Thursday, March 24, 2011

The most important thing I learned when I was seven years old.

First base - Who
Second base - What
Short stop - I don't care
Third base - I don't know
Pitcher - Tomorrow
Catcher - Today
Left field - Why
Center field - Because
Right field - undefined

Wednesday, March 16, 2011

Mixed Marriages

I have several friends, Orthodox Christian women, who are married to, or are dating, or are engaged to pagan or heterodox men.  All of them, for whatever reason, have chosen to walk down a difficult path, one St. Paul says to stay off of.  I am sad for every one of them, but also hopeful.  For every mixed marriage I have seen end in divorce I have seen several more result in happy marriages, and even in the conversion of the unbelieving husband.

Centuries ago a bishop in Rome named Boniface wrote to a Christian queen married to a pagan king.  St. Bede thought the letter worth saving for all posterity and included a copy in his book about the history of the Eglish people.


"To the illustrious lady his daughter, Queen Ethelberg, Boniface, bishop, servant of the servants of God. The goodness of our Redeemer has in His abundant Providence offered the means of salvation to the human race, which He rescued, by the shedding of His precious Blood, from the bonds of captivity to the Devil; to the end that, when He had made known His name in divers ways to the nations, they might acknowledge their Creator by embracing the mystery of the Christian faith. And this the mystical purification of your regeneration plainly shows to have been bestowed upon the mind of your Highness by God's gift. Our heart, therefore, has greatly rejoiced in the benefit bestowed by the bounty of the Lord, for that He has vouchsafed, in your confession, to kindle a spark of the orthodox religion, by which He might the more easily inflame with the love of Himself the understanding, not only of your illustrious consort, but also of all the nation that is subject to you.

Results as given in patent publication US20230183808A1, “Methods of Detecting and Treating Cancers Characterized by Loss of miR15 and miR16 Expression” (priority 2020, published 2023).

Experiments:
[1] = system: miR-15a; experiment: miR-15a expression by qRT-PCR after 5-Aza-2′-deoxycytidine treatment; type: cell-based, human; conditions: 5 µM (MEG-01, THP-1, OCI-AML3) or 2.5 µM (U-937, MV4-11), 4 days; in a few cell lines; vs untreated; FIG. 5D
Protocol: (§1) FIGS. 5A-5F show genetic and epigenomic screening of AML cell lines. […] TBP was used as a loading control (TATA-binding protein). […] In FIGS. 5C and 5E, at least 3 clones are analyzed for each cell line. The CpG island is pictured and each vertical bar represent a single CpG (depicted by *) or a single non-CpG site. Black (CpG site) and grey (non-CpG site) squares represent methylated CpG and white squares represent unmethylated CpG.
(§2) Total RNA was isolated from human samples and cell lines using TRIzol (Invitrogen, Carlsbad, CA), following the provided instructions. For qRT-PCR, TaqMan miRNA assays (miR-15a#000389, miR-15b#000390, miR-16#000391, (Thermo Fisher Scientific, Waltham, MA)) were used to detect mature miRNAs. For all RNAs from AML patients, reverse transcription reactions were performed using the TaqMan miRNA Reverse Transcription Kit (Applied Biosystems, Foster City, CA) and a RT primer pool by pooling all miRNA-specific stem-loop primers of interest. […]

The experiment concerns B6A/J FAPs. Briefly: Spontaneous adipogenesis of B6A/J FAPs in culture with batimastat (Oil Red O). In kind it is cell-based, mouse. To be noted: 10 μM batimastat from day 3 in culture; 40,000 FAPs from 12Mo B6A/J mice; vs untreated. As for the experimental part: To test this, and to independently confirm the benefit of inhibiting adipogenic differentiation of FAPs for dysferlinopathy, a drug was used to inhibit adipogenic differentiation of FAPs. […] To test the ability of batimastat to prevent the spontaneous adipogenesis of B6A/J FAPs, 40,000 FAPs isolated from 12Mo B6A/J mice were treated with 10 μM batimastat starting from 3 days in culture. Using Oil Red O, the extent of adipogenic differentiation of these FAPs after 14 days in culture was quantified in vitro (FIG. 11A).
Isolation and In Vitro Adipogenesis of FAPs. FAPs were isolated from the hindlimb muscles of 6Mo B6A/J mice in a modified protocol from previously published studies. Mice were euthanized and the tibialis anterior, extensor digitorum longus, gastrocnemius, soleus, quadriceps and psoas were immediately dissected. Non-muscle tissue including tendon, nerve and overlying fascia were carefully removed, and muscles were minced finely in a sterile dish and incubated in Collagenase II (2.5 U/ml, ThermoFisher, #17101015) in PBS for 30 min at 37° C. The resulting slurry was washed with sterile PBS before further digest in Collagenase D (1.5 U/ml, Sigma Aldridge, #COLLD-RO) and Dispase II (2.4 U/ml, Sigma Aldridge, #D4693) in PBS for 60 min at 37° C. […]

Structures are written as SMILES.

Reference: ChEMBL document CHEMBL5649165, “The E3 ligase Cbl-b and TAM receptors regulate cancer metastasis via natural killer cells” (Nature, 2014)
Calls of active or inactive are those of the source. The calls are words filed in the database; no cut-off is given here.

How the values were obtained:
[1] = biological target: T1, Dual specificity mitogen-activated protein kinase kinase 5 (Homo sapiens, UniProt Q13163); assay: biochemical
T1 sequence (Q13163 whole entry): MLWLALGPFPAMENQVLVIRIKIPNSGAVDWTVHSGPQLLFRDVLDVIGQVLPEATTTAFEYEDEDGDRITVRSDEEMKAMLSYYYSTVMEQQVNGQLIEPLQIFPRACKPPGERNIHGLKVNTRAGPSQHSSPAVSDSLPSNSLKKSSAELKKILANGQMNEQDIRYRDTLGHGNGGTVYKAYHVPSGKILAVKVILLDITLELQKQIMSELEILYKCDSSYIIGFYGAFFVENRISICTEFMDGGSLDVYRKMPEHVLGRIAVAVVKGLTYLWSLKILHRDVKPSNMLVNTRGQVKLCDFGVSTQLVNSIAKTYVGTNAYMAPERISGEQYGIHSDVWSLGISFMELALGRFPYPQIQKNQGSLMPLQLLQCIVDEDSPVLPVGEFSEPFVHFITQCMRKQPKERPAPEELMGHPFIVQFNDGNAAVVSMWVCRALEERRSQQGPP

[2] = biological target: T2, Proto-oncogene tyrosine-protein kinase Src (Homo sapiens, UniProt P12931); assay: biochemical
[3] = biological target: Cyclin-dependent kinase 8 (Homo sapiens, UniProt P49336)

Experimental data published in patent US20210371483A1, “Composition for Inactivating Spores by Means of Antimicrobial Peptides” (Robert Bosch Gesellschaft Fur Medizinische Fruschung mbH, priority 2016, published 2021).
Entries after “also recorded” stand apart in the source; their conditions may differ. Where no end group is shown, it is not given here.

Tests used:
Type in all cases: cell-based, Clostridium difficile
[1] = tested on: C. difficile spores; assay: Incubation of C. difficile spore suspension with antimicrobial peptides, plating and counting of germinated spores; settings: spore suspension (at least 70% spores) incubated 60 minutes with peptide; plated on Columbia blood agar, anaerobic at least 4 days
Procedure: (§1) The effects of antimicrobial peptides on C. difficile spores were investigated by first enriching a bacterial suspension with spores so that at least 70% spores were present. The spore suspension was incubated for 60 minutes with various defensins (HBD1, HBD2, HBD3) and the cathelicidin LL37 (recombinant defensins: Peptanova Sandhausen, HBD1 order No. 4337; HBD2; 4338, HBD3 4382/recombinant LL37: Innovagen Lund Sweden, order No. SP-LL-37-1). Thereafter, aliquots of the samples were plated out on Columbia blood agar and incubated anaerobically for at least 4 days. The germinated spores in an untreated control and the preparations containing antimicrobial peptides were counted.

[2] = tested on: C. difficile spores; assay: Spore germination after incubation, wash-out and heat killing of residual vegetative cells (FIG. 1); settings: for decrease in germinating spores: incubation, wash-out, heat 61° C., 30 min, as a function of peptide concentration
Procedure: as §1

Wednesday, March 02, 2011

It's the Cheese

The week of Cheesefare is always a lot of fun.  Probably, the Church fathers didn't design it to be fun but it is, regardless of their intention.  It's a week that is like Great Lent but isn't.  Bishop Savas of Troas explains it below:

How is the week “kind of like” being in Great Lent?
· We fast all week, but in the most unique way of the entire year, fasting from meat only, with all other foods being allowed, even on Wednesday and Friday. 
· We are using hymns from the Triodion in Vespers and Matins services throughout the week, and they are decidedly Lenten in tone. 
· On Wednesday and Friday, we do not celebrate the Divine Liturgy, just as in Great Lent we do not celebrate it on most weekdays. The readings on Wednesday and Friday are of a Lenten character; we do not read the usual Epistle and Gospel, but instead read from the Old Testament (on Wednesday, all the selections are from Joel, and on Friday, from Zechariah). We follow the Lenten format of having a reading during the Sixth Hour and Vespers.: The Gospel readings on days when the Divine Liturgy is celebrated are all taken from the Passion account of St Luke. We will return to these readings during Holy Week. 
· Daily Vespers on Tuesday, Thursday and Friday begin in a “non-Lenten” way just as during the rest of the year, but the end of Vespers is ”Lenten” with the usual prayers with bows after the Aposticha, and the prayer of St Ephrem.· Wednesday and Friday Vespers are Lenten in tone, with an Old Testament Reading, and the prayer of St Ephrem, but the ending is non-Lenten in tone.  
· The quintessential prayer of Great Lent, the “Prayer of St Ephrem”, is said at every weekday Vespers beginning on Tuesday evening.  

How is the week “kind of like” being outside of Great Lent?
· Sunday and Monday evening Vespers are just like in “regular time”, but there are selections from the Triodion for Vespers and Matins, which definitely point us toward Great Lent. 
· All days except Wednesday and Friday we can serve Divine Liturgy, with its usual Epistle and Gospel readings.· As noted above, we are “kind of” fasting, and “kind of” not fasting.